An application may be deployed in a multiple cluster topology, where more than one node exists. Also, an application may be deployed in a distributed topology, where the application is split and deployed to multiple targets. Clustered and distributed topologies are not mutually exclusive, and in a distributed topology any given target can be a single node or a cluster. For applications deployed in such topologies, current solutions are not capable of dynamically dividing a deployment based on specific features required by servers and generating separate archive files containing only the features necessary for their target servers. In addition, current solutions do not offer the ability to easily perform a distributed deployment where customers have the ability to easily select which features will be deployed to which servers.
Also, current deployment solutions fail to support deployment to heterogeneous servers. A deployment that can be deployed to one type of server must be rewritten for every other type of server to which the deployment may need to be deployed. This impediment is compounded by the limitless configurations each server may have.
Developers and customers are increasingly seeking solutions that are more cost-effective, customizable, maintainable, and robust while applications and their deployments continue to become more complicated. Currently, a deployment needs to be developed specifically for each server and each possible deployment scenario. With infinite possibilities of how customers can choose to deploy, support is only possible via consulting, which increases customers' cost.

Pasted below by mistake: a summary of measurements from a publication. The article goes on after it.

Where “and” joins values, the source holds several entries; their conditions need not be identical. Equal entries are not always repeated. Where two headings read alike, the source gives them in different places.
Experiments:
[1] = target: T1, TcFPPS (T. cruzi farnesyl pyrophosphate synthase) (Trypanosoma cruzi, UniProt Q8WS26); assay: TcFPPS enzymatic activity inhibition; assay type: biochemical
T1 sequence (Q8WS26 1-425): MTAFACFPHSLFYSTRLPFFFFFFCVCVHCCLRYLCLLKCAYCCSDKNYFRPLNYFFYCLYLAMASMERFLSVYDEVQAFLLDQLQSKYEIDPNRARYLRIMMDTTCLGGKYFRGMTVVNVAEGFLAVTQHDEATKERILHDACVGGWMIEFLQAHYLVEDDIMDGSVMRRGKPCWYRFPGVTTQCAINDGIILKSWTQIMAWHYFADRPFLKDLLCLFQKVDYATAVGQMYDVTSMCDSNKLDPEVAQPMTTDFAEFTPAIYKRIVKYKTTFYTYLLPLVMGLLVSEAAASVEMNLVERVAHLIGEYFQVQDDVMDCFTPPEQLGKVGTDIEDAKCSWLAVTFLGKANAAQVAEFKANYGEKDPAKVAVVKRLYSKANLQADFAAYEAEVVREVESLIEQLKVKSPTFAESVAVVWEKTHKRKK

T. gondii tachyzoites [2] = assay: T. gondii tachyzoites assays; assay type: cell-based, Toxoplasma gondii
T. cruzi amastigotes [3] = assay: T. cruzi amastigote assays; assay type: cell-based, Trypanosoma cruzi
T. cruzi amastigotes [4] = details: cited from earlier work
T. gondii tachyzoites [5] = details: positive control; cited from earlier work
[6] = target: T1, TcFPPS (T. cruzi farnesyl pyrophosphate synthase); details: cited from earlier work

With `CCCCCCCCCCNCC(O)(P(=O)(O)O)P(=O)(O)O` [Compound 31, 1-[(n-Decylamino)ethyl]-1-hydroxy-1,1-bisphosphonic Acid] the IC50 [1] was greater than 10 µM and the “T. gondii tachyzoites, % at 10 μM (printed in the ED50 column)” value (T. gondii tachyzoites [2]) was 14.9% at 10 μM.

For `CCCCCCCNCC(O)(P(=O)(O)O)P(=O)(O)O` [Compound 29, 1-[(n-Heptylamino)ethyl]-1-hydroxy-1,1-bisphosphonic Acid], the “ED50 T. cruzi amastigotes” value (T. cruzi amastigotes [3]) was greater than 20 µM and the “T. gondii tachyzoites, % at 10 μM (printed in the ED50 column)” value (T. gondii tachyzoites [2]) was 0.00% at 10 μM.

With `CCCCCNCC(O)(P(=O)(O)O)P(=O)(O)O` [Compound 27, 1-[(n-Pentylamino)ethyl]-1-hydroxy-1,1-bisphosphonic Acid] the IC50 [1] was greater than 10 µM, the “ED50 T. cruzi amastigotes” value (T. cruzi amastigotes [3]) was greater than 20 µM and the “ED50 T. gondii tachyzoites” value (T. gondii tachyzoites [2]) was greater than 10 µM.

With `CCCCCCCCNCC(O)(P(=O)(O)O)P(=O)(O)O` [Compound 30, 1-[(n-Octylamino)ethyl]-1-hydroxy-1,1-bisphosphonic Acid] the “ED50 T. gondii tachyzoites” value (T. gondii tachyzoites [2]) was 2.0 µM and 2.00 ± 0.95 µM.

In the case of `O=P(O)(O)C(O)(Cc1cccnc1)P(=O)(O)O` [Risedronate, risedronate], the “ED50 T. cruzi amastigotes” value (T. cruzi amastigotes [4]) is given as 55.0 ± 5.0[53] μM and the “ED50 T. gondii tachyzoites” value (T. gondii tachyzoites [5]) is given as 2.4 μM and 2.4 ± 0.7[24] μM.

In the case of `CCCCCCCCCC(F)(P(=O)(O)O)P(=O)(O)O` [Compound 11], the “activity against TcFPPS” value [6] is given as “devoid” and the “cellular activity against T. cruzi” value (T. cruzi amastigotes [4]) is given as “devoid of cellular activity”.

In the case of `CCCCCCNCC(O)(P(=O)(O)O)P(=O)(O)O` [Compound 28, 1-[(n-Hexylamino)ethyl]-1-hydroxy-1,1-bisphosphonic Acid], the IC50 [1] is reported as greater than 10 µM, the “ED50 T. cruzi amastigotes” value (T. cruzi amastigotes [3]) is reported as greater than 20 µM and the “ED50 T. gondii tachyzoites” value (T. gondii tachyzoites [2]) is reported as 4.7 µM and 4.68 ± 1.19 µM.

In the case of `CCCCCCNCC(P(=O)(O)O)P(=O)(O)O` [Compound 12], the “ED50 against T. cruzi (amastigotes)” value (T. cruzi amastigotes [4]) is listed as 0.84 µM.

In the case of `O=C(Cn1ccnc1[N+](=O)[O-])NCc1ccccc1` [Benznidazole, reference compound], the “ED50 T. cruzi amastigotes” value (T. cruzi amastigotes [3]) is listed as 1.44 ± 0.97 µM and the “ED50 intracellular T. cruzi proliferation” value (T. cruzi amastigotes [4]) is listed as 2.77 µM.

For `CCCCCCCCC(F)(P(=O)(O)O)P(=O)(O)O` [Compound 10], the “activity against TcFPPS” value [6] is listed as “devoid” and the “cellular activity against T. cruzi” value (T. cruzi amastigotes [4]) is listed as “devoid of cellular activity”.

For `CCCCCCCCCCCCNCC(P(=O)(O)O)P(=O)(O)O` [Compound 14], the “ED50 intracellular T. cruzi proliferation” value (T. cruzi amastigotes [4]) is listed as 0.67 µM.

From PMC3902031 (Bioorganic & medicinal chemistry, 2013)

Therefore, an improved deployment approach is desirable, including the ability for deploying deployments to heterogeneous servers, servers in multiple cluster and distributed mode topologies, and/or servers in multiple deployment environments. The approach would preferably reduce cost by reducing customizations and be capable of supporting multiple variations in deployment choices easily and consistently. The approach would also make delivery of support easier for additional servers.
Systems and methods in accordance with various embodiments of the present invention can overcome these and other deficiencies in existing deployment approaches.